MediaBuyerPlanner supplies the pertinent details:

The initiative is designed to help radio claim a larger share of marketing spend, according to Arbitron. The groups involved say the project will ensure that best practices and available data are employed when determining the value of radio to an advertiser’s potential investment, allowing advertisers to understand the link between radio and product sales.

“Premiere fully supports this long-awaited effort to improve the metrics and tools for understanding, planning and executing audio campaigns,” said Charlie Rahilly, president of the newly created National Advertising Platforms Group of Clear Channel Radio. “We’ve always known from our clients that the medium has worked. Through this initiative, we have a terrific opportunity to validate that statistically.”

More detail in the data is always a good thing. With 236 million people per week listening to radio (as reported by Radio Ink Magazine) the medium obviously retains is long-standing leverage, better and more granular statistics supporting that are needed for the modern advertising market. The establishment of best practices in gathering and analyzing that data is essential for those numbers to carry any meaning.

The four companies will be funding the initiative while they also work with leading marketing Mix companies on using the information generated to fine tune their media analysis. Every step we take in this direction is a good one. The more data we have to work with the better.  The impact and effectiveness of radio are often downplayed in certain quarters, nothing combats that sort of talk better than hard numbers.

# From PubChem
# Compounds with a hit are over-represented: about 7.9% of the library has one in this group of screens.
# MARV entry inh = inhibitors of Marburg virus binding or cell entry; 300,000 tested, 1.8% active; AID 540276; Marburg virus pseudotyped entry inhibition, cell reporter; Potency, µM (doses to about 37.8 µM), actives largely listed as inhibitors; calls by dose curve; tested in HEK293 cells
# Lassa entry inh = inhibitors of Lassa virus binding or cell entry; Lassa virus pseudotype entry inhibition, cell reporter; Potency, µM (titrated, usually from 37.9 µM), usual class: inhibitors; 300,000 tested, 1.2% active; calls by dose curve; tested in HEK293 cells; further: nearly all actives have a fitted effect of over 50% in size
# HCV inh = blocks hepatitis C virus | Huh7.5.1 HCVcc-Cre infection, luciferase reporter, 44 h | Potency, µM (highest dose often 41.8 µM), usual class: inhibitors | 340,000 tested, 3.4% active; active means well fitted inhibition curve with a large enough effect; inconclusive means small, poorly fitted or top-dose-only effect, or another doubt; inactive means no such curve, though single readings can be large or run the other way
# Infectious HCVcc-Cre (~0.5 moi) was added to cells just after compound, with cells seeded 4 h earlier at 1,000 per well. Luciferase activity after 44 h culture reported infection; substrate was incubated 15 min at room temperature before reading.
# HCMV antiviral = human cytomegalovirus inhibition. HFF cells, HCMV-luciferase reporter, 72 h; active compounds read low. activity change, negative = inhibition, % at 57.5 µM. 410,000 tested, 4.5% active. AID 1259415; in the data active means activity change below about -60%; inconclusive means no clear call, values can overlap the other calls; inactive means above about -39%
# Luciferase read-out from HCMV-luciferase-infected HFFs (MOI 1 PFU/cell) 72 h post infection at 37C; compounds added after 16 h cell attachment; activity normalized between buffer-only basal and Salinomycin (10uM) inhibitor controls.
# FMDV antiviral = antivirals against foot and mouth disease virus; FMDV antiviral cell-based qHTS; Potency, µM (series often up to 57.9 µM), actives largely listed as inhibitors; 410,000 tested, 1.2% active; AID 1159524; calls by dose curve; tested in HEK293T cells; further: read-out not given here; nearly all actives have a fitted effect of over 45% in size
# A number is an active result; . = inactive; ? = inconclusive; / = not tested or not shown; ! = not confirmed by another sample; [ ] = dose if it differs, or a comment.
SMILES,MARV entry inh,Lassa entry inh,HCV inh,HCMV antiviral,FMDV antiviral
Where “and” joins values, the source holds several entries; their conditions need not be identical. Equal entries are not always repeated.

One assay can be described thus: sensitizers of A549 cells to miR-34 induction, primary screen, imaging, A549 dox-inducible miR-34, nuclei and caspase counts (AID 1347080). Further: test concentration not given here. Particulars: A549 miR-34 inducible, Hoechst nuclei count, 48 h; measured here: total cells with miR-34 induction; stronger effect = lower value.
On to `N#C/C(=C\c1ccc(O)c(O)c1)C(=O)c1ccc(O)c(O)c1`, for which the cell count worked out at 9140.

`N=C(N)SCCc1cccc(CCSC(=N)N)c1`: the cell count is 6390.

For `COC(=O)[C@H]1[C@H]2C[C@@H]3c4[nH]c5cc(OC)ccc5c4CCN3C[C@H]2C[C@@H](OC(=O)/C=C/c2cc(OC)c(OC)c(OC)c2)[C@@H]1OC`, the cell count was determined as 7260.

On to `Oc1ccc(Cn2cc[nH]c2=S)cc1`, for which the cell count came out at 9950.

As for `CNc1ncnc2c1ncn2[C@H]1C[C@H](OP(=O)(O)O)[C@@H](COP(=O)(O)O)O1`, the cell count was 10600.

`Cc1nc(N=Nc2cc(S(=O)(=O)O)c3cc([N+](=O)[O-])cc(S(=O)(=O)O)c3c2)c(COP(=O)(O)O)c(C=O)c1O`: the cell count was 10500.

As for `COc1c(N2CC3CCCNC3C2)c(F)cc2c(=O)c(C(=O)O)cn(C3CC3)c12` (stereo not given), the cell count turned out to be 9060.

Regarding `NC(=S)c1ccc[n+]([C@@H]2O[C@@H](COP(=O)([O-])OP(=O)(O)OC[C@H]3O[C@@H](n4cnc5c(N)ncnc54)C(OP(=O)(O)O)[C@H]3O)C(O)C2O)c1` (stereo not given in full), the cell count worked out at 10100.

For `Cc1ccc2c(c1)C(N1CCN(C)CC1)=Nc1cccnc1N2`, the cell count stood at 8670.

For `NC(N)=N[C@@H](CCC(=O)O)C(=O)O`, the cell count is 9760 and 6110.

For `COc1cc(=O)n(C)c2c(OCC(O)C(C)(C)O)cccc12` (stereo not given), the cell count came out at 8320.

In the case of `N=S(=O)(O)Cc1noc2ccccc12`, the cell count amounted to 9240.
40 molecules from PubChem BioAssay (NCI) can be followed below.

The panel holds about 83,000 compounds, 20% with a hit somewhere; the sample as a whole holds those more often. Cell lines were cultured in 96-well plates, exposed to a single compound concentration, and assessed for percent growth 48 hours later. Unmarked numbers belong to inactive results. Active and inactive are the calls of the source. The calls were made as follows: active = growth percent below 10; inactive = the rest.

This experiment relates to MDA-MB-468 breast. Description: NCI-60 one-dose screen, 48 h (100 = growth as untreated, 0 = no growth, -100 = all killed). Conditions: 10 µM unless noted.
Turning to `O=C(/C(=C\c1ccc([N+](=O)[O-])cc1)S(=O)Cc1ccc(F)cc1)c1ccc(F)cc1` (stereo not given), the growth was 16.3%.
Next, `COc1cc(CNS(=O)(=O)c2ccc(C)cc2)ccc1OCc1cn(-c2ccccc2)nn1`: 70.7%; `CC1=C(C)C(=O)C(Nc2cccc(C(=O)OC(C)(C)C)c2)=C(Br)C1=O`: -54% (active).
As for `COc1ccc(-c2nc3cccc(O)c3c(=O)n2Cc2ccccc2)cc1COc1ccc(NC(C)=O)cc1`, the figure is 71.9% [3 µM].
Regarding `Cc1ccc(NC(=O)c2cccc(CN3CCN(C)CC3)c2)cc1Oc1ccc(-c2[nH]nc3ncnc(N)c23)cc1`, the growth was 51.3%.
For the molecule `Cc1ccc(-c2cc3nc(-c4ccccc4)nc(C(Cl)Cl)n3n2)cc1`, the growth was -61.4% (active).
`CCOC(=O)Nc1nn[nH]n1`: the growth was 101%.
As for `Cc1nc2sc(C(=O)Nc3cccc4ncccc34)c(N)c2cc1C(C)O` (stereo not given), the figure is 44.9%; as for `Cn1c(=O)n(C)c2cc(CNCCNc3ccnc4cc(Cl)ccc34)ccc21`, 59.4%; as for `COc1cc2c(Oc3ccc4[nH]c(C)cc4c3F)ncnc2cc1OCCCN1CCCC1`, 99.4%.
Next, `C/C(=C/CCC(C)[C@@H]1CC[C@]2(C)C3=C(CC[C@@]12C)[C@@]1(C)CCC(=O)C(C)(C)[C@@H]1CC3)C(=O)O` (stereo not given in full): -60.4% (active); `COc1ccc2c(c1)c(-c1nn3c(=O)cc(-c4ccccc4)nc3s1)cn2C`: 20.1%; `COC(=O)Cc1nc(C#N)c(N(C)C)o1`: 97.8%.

As Arbitron’s RADAR 103 report prepares for public dissemination on December 14th, we are already getting tidbits of info from it. The same Radio Ink article listed above notes on the weekly reach of radio programming: “That’s 92.5 percent of people 12+, and includes 90 percent of 12 to 17-year-olds.”  That’s the big picture. Now it’s time for this new initiative to provide the detailed info supporting the effectiveness of that reach.

As usual, my bet is on radio!

Image: deanhp / CC BY 2.0

CBS Radio in The Internet Top 20!

November 13, 2009

cbslogoI’m going to break with tradition and be cheerful this Friday the 13th, counter-intuitive as it may be.  I’ve got some positive news to share and hopefully it will help put a positive spin on this date which inspires such dread.

Ando Media’s monthly Internet Audio Top 20 (covering May – Sept.of ’09) has been released and CBS Radio is, in the words of Casey Casem, “top of the charts!” The study marks the first time that Ando has used the “one minute qualifier,” as opposed to the former “five-minute qualifier.” In plain English, they used to only count listening sessions of five minutes or more, now they count sessions of at least one minute. The five-minute marker was instituted in the days when terrestrial radio was the only means of consumption, something invalidated by the usage habits of Internet and mobile listeners of the modern day.

In addition, there are a number of new metrics being used that are geared for measuring the contemporary audience. Here is a quick rundown from Radio Online:

New metrics of “Session Starts,” “Average Active Sessions” and “Average Time Spent Listening” better capture the new methodology. Each metric is based on a one-minute qualifier. Session Starts is defined as “The number of streams of one minute or more that are started within a time period.” Average Active Sessions is defined as “The average number of streams of one minute or more that are active within a time period.” Average Time Spent Listening is defined as “The average number of hours for each session lasting more than one minute within a time period.”

To me, this looks like a very important shift. The rules are changing, and online aspects of radio are like nothing seen before in our industry. It only makes sense to develop and implement metrics that are geared towards the new tools and delivery channels rather than relying on standards that may no longer apply. Here is a bit more on that subject from the same article: